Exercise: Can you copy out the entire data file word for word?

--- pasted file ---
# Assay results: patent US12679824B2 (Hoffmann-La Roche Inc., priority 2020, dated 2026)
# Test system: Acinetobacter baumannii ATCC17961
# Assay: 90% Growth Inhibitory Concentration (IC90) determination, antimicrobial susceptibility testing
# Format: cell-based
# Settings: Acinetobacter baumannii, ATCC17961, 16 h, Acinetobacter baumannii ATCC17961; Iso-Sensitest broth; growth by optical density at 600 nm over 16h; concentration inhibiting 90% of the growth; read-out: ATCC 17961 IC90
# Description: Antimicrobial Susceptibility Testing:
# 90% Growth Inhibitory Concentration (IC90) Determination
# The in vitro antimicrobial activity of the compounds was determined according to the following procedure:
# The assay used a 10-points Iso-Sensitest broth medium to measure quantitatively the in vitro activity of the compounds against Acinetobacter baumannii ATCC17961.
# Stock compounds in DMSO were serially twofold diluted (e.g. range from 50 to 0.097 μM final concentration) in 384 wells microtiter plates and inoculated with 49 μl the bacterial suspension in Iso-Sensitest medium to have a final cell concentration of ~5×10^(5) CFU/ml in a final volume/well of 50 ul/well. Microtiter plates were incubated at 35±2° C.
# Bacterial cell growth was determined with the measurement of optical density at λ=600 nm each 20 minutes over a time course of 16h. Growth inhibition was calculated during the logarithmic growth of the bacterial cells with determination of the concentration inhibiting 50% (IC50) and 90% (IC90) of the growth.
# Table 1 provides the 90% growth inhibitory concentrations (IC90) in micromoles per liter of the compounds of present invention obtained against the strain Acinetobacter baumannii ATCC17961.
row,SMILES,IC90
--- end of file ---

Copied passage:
# Assay results: patent US12679824B2 (Hoffmann-La Roche Inc., priority 2020, dated 2026)
# Test system: Acinetobacter baumannii ATCC17961
# Assay: 90% Growth Inhibitory Concentration (IC90) determination, antimicrobial susceptibility testing
# Format: cell-based
# Settings: Acinetobacter baumannii, ATCC17961, 16 h, Acinetobacter baumannii ATCC17961; Iso-Sensitest broth; growth by optical density at 600 nm over 16h; concentration inhibiting 90% of the growth; read-out: ATCC 17961 IC90
# Description: Antimicrobial Susceptibility Testing:
# 90% Growth Inhibitory Concentration (IC90) Determination
# The in vitro antimicrobial activity of the compounds was determined according to the following procedure:
# The assay used a 10-points Iso-Sensitest broth medium to measure quantitatively the in vitro activity of the compounds against Acinetobacter baumannii ATCC17961.
# Stock compounds in DMSO were serially twofold diluted (e.g. range from 50 to 0.097 μM final concentration) in 384 wells microtiter plates and inoculated with 49 μl the bacterial suspension in Iso-Sensitest medium to have a final cell concentration of ~5×10^(5) CFU/ml in a final volume/well of 50 ul/well. Microtiter plates were incubated at 35±2° C.
# Bacterial cell growth was determined with the measurement of optical density at λ=600 nm each 20 minutes over a time course of 16h. Growth inhibition was calculated during the logarithmic growth of the bacterial cells with determination of the concentration inhibiting 50% (IC50) and 90% (IC90) of the growth.
# Table 1 provides the 90% growth inhibitory concentrations (IC90) in micromoles per liter of the compounds of present invention obtained against the strain Acinetobacter baumannii ATCC17961.
row,SMILES,IC90